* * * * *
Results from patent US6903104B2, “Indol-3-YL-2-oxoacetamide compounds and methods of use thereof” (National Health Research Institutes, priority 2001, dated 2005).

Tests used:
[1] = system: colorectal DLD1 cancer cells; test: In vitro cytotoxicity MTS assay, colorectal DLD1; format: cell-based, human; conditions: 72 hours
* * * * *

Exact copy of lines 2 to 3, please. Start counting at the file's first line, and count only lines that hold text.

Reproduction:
Tests used:
[1] = system: colorectal DLD1 cancer cells; test: In vitro cytotoxicity MTS assay, colorectal DLD1; format: cell-based, human; conditions: 72 hours